[op-ed snap] Gorakhpur’s Japanese encephalitis malady

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Mains Paper 2: Governance | Issues relating to development and management of Social Sector/Services relating to Health, Education, Human Resources.

Once you are done reading this op-ed, you will be able to attempt the below.

What are the reasons for increasing vector borne diseases in India? How should India address the rising challenge of vector-borne diseases? Discuss.

From UPSC perspective, the following things are important:

Prelims level: Vector borne diseases, Japanese encephalitis

 Mains level: Vector borne diseases and its control


News

Context

  1. Baba Raghav Das (BRD) Medical College in Gorakhpur was in controversy after more than 60 children there died earlier this month.
  2. Regarding the cause of death, the debate shifted back to—Japanese encephalitis (JE)

What is Japanese encephalitis (JE)?

  1. JE is a viral disease transmitted by the infective bite of the Culex species of mosquitoes.
  2. The infection can lead to high fever, headache, stiffness in muscles, seizures, coma, and in worst cases, death.
  3. It primarily affects children because of their weaker immune systems.
  4. In 2016, Uttar Pradesh (UP) contributed 5% of JE deaths in India. 

Factors that influence propagation of Japanese encephalitis (JE)?

1.Climate:

  • Gorakhpur has a climate that makes it vulnerable to JE.
  • 28 degrees Celsius temperature with 50-55% relative humidity is the most appropriate condition for increase in mosquito density.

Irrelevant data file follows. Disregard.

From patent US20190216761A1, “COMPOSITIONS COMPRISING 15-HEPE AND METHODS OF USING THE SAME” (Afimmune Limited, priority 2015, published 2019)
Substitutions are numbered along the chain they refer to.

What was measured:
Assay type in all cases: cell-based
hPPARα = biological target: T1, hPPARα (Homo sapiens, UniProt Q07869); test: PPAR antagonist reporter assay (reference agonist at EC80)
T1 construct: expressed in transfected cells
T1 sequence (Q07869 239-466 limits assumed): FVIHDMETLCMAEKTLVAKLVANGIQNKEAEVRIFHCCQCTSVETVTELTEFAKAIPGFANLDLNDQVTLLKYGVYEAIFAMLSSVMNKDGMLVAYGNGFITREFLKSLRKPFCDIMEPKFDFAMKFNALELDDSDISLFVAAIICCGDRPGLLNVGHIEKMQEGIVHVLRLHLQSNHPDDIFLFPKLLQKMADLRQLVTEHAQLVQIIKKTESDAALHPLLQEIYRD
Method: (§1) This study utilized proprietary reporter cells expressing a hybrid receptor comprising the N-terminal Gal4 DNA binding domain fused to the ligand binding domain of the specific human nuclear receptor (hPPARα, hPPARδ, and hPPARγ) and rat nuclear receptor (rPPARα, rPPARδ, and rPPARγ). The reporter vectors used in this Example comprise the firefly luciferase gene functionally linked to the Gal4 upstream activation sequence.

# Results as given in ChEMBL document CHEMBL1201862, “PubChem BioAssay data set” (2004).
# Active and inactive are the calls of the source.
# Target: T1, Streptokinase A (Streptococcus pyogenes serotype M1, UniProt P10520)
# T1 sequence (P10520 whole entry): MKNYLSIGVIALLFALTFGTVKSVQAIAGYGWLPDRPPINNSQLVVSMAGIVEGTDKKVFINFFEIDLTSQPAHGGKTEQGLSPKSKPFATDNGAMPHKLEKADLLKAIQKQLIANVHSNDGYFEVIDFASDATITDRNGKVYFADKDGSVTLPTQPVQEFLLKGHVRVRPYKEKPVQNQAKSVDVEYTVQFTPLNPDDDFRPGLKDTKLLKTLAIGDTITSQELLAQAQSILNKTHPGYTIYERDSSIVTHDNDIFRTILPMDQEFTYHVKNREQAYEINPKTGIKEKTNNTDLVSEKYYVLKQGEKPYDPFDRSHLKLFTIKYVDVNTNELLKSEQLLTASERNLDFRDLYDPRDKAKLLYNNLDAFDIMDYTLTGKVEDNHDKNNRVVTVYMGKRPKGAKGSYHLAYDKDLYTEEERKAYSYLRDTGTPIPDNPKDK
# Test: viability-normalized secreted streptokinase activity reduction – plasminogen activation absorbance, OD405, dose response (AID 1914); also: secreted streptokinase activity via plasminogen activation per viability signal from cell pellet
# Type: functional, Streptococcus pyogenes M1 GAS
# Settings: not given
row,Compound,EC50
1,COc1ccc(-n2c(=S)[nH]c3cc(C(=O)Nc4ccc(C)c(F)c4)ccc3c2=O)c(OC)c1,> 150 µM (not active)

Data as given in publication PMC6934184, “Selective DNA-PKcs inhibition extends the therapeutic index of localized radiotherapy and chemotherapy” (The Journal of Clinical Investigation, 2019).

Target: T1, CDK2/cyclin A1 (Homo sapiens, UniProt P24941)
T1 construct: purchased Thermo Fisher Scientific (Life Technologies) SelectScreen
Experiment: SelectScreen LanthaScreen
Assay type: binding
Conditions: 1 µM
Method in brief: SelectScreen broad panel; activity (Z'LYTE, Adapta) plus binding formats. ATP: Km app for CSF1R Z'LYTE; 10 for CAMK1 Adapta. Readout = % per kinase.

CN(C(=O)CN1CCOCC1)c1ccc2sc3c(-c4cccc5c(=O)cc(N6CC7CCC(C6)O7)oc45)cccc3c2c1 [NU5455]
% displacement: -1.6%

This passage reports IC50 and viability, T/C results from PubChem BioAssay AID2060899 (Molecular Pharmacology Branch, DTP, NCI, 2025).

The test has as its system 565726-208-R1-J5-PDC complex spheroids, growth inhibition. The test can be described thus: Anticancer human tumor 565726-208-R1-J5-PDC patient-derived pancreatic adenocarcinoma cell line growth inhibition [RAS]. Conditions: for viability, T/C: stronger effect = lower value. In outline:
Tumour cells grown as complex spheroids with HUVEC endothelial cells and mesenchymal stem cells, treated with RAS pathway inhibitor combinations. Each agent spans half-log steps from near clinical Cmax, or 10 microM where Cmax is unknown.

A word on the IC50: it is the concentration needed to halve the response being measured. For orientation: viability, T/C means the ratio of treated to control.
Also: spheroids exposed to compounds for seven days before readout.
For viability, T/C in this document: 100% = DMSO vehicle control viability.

2.Agricultural and husbandry:

  • JE vectors thrive in irrigated paddy fields. Large swathes of land in the district are cultivated for paddy.
  • Families that depend on agriculture supplement their income with cattle rearing.
  • Pigs and birds are considered to be primary carriers of the JE virus.

3.Urban development and management:

  • Culex tritaeniorhynchusand Culex gelidus are two important Culex vectors in India.
  • While Culex tritaeniorhynchus was more prevalent in rural areas, Culex geliduswas common in urban areas.
  • Gorakhpur has high groundwater tables and the gradient of the city is low to flat, which leads to problems of water logging and flooding.

4.Public health infrastructure:

  • There is a shortage of sub-centres and primary health centres in rural areas. More than 81% of Gorakhpur’s population is rural.

Way forward

1. Address agro-climatic concerns:

  • Irrigation technologies like alternate wetting and drying (AWD) methods can help with vector control.
  • AWD refers to intermittent drying and re-flooding the rice fields without stressing the plants.

2.Address husbandry practices

  • Also, 86% of Gorakhpur’s livestock comprises poultry
  • The state government should run campaigns to make citizens aware that pigs and poultry need to be segregated from humans.

3.Address urban development issues

  • In Gorakhpur, more than 80% of the rural population defecates in the open.
  • Climate change is likely to increase rain events.
  • Therefore, flood-resilient housing, solid waste management and sewage treatment should be pursued on priority.

5. Address public health issues

  • Immunization is a good strategy but coverage remains low due to low levels of awareness and low availability of vaccines.
  • Mosquito population counts should be done for all cities and local entomological knowledge repositories should be maintained to strategize vector control.

6. Intersectoral coordination

  • Vector-borne diseases are determined by interrelated social, economic, and environmental factors. This means that health cannot be left to the health sector alone
  • It requires intersectoral coordination, cooperation and action. Government departments should work with each other horizontally (inter-ministry cooperation) as well as vertically (at national, regional and local levels)
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